For a long time, we’ve assumed that supplemental appropriations -- the provision of additional money made partway through the budget year when the approved budget fails to meet expenses -- were a sign of imprecise budgeting, potentially due to purposefully understated expenditures. But we’ve spent some time lately looking into the topic and have begun to recognize that there are lots of reasons why supplemental allocations can be unavoidable (like the remarkable deluge of snow this year). Moreover, apparently some entities use supplementals as a conservative way of budgeting, leaving some available cash out of the budget that will only be spent if necessary. We’d welcome thoughts on the topic. Does your entity use lots of supplemental appropriations during the fiscal year? And if so, are the supplementals being used for good reasons?

It’s bad enough when cities, counties and states forgo soliciting public input when making significant plans that can potentially change the lives of citizens. But what do you think of a state that opens a 30-day public comment period for a plan a week after the plan was already finished and sent in to the federal agency that needed to approve it?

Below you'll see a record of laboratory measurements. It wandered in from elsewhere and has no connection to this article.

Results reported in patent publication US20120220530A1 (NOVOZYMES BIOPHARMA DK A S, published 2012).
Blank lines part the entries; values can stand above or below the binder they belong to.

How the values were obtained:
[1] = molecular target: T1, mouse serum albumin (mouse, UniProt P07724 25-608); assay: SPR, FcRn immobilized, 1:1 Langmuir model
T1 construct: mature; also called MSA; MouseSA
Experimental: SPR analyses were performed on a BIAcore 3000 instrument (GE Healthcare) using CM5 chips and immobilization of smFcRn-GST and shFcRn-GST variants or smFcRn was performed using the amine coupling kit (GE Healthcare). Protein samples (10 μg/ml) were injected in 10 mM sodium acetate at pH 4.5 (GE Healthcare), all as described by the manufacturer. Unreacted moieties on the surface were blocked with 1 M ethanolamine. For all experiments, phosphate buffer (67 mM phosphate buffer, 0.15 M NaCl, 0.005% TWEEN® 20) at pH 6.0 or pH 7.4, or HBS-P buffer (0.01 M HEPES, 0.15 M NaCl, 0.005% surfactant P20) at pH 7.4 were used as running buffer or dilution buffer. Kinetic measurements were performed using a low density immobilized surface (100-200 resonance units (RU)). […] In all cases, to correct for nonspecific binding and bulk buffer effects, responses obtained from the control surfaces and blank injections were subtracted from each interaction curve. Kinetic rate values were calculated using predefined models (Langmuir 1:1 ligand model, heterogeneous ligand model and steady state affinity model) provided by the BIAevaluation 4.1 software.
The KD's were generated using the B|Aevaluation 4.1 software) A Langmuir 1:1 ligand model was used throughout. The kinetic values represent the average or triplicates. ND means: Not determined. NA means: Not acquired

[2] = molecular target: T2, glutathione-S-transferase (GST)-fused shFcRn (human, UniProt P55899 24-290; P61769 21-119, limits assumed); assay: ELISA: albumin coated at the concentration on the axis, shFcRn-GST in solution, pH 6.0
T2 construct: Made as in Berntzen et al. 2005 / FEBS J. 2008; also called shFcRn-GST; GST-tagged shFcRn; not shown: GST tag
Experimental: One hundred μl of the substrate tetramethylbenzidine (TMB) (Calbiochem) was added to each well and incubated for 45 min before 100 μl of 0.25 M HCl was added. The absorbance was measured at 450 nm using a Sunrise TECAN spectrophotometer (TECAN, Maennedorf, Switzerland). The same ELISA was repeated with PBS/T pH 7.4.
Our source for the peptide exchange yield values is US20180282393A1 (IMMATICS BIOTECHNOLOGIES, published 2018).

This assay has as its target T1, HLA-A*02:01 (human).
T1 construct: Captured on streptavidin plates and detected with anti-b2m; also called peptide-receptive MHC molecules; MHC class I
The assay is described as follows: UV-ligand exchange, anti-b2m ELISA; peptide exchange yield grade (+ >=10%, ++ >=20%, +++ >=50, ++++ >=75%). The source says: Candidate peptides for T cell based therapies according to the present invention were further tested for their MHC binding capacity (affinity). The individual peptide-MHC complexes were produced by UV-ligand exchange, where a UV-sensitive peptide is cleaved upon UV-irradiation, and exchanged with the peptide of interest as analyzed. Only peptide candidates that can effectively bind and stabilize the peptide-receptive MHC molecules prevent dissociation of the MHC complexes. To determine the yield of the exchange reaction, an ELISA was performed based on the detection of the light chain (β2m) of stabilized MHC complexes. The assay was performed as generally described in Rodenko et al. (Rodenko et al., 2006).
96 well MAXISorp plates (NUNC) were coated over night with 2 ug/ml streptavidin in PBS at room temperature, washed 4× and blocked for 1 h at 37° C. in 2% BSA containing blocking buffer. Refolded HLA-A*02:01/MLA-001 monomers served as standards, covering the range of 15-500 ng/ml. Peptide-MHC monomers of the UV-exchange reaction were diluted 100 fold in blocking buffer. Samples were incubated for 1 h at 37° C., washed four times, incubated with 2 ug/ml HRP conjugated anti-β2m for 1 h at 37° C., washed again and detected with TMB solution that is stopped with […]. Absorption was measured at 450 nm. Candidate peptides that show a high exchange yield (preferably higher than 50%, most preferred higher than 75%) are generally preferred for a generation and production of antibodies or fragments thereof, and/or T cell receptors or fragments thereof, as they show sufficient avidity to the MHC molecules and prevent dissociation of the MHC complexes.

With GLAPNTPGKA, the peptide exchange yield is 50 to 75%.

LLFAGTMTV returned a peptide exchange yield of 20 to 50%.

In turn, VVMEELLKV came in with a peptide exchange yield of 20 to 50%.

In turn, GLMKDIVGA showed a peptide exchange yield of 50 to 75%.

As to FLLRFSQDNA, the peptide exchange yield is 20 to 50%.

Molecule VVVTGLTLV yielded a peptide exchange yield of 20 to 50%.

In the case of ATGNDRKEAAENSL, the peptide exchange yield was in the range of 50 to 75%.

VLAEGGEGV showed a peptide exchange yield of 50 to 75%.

This is just what happened with a disaster plan established by the New Jersey Office of Emergency Management, according to the Philadelphia Inquirer. "What's the point of asking for public input for a plan when none of it will actually be used to formulate the plan?" Chris Sturm, senior director of state policy for New Jersey Future, a nonprofit smart-growth advocacy group, was quoted as saying in the newspaper.

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This is like passing a law requiring citizens to put on seat belts immediately after they’ve parked their car.

In Iowa, one of the audit office’s major responsibilities is to provide an oversight function for local governments. But how much help do the localities actually need, and how frequently do they get it? In the past, state law mandated that cities with more than 2,000 people have an annual audit. For those with 700 to 2,000 people, audits occurred every four years. Smaller communities didn’t have to have an audit at all, unless they received and expended over $500,000 of federal funds.